Although, not ranking with The Horse and His Boy, or The Last Battle as my favorite Narnian tales, Prince Caspian still holds a special place in my heartÂ as part ofÂ C.S. Lewis’ repetoire of allegorical fairy tales. Perhaps it’s because the Narnia of that story has a different, wilder flavor than some of the other stories, or because it was pointed out to me once that it has some interesting parallels with the Mormon story of the Restoration– which, of course, Lewis did not intend. But it’s interesting– a boy tutored by a near mythical Moroni-like character who tells him of an ancient culture; a 1,300 year apostasy, after which a Restoration of old magic happens; a passing down of keys from ancient figures (one of them, incidentally, named Peter); and a young child seeing Aslan (God) in the woods, and no one will believe her at first. Perhaps this is an example of Karl Jung’s archetypes and Joseph Campbell’s Hero of a Thousand Faces. Either way, the book has a certain power in its mythic narrative.
But with all of this baggage brought into the movie, it’s hard not to have a certain expectation from the film version, even when you’re trying to lower your expectations. What I received from the film version of Prince Caspian was really a mixed bag. On so many levels it exceeded my expectations. On a couple of levels it certainly didn’t.
First, I’ll focus on where I felt it fell short. One of the great things about the the first film of The Chronicles of Narnia was that the director Andrew Adamson was at least able to capture some of the “magic” of the Lewis’s The Lion, The Witch and The Wardrobe. It may be because the actual tale lacks some of the stunning images from some of the other books– no scarffed fawn under a lamp post, or magic wardrobe, or dragon peeling away its scales, or a boy wandering in the fog with Aslan following behind him, or a girl being blown off a cliff, or a freestanding doorway leading to a world even greater than Narnia. Looking back on it, Prince Caspian as a tale lacks a good deal of that vivid imagey that is present in the other books. And it is within that imagery where much of that magic is contained. So whether it is because the film makers did not dig up this imagery from somewhere, or because Lewis did not supply it in the first place, I can’t seem to put my finger on it. Yet, for a magical world, it seemed much more entrenched in realism than Narnia ought to be.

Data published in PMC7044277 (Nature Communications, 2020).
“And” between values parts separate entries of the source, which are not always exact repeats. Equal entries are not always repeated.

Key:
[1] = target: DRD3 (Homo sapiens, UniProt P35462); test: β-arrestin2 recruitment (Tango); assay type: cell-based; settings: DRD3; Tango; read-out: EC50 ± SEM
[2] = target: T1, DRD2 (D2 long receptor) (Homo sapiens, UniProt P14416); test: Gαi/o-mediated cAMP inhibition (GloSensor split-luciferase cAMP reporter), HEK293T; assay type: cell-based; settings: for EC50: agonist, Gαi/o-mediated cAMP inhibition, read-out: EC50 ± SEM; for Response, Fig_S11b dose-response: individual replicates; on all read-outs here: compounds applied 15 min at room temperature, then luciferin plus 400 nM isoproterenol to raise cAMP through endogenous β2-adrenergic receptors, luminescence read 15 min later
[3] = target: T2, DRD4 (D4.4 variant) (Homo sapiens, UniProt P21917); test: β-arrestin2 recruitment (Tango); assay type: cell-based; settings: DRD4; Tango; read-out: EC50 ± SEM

However, where Prince Caspian lacked in magic, it made up in storytelling and drama. Now there were points where the film veered away from its original source material. Added battles, added layers to character, even a little unsubstantiatred romance for good measure, etc. However, these were done in an effort to make the story more complex– which, to my surprise, worked. There is a night time battle, which is as intense as it is revelatory about the characters, especially Peter and Caspian. And within those two characters tragic flaws and hubris abounded, making some elements of the characters almost Shakespearean in their scope. It is Edmund, the reformed traitor from the first story, who provides one of the most powerful moments in the film after pointing out to the once pure Peter and the heir apparent Caspian the emptiness of temptation. Edmund’s moral compass in this film was stunning to me, firmly placing him as my favorite character in the film (even though Lucy is my favorite in the book). I don’t remember these dynamics being quite so clear in the book, which pointed out to me that adaptations can add even more meaning than the original intended.
The technical aspects and many of the creative aspects of the film were a vast improvement from its predecessor. The special effects, the battle scenes, the cinematography were all stunning. It seemed to me that Adamson grew a lot as a director. And much of the acting was quite good, as well as the script. Not to mention that the creatures and other magical inhabitants of Narnia were impressivelessly created, nearly seamless in their technical and creative execution.
But in seeing all of these Hollywood-ized improvements. It was good to see that Narnia had not lost its soul. Although Aslan is absent for most of the movie (an intentional meaning is given in that), the underlining meaning He gives the story in the end was not lost on me. I won’t spell out that meaning, so those who see the movie may discover it for themselves. Yet it is within Lewis’ allegories and meaningful phrases where the real magic of Narnia exists. And I for one was very glad to see these modern parables have not lost their lion’s teeth in the translation to film.